Fanning argues that he suffers from the listed impairment of mental retardation, because he has:
[a] valid verbal, performance, or full scale IQ of 60 to 69 inclusive and a physical or other mental impairment imposing additional and significant work-related limitation of function [.]
20 C.F.R. Part 404, Subpart P, Appendix 1, Sec. 12.05(C) (1986).
The ALJ found that Fanning's IQ scores obtained during psychological testing by two clinical psychologists ranged from a high of 76 to a low of 69,2 thereby satisfying the first prong of section 12.05(C). The determinative issue is whether Fanning suffers from a physical or other mental impairment which imposes an additional and significant work-related limitation of function, in satisfaction of the second prong of section 12.05(C).
We have not had prior occasion to interpret the second prong of section 12.05(C). Other circuits have concluded that an impairment imposes a significant work-related limitation of function when its effect on a claimant's ability to perform basic work activities is more than slight or minimal. See Pullen v. Bowen, 820 F.2d 105, 109 (4th Cir. 1987); Cook v. Bowen, 797 F.2d 687, 690 (8th Cir. 1986); Nieves v. Secretary of Health and Human Services, 775 F.2d 12, 14 (1st Cir. 1985);3 Edwards by Edwards v. Heckler, 755 F.2d 1513, 1515 (11th Cir. 1985); see also Mowery v. Heckler, 771 F.2d 966, 973 (6th Cir. 1985) (second prong held satisfied where claimant was limited to light or sedentary work). We agree with and adopt this standard.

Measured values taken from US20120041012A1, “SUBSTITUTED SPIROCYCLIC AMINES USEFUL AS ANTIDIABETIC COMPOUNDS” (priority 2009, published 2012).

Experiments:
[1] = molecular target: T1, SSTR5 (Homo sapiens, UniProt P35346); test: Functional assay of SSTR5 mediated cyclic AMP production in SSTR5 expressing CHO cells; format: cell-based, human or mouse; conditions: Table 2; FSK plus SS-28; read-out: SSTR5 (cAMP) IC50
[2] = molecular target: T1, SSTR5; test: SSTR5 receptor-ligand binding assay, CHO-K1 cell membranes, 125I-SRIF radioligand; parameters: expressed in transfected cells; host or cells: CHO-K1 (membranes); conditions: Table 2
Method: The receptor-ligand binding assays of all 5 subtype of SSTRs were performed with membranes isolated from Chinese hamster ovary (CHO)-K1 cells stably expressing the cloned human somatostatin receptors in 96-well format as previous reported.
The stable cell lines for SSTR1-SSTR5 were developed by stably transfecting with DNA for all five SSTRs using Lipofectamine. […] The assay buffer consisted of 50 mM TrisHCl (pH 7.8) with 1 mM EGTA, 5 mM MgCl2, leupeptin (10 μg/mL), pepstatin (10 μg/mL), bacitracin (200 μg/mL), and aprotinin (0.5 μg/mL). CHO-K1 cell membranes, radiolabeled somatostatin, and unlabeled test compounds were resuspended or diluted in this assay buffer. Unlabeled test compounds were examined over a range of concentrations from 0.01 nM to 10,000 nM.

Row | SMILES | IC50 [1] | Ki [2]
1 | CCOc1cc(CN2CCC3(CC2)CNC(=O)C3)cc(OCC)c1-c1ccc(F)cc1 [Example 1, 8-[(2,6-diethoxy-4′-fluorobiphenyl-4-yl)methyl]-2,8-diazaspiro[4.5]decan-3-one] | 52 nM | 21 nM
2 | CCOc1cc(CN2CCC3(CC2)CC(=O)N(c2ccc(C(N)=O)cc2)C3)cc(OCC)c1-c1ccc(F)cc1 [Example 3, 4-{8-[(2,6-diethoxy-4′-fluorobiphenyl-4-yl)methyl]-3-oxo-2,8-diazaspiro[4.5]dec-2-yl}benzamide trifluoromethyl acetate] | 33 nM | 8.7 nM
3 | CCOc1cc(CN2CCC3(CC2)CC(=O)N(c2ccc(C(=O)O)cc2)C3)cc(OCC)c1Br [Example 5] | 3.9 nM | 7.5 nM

Fanning contends that he suffers from a personality disorder, a knee injury, and occasional blackouts, and that these physical or other mental impairments, singly or in combination, impose an additional and significant work-related limitation of function within the meaning of section 12.05(C). The ALJ did not render any express findings as to whether any of these alleged additional impairments had more than a slight or minimal effect upon Fanning's ability to perform basic work activities. The ALJ did find that Fanning's knee injury limited his ability to do significant squatting or heavy lifting. At the same time, however, the ALJ found that Fanning was not a credible witness with respect to his medical condition, and emphasized that he was giving Fanning the benefit of the doubt in finding that Fanning's knee injury had any effect on his ability to work, given the absence of objectively manifested physical limitations. Whether the ALJ would have considered Fanning's knee injury to have more than a slight or minimal effect, within the meaning of our holding today, is unclear.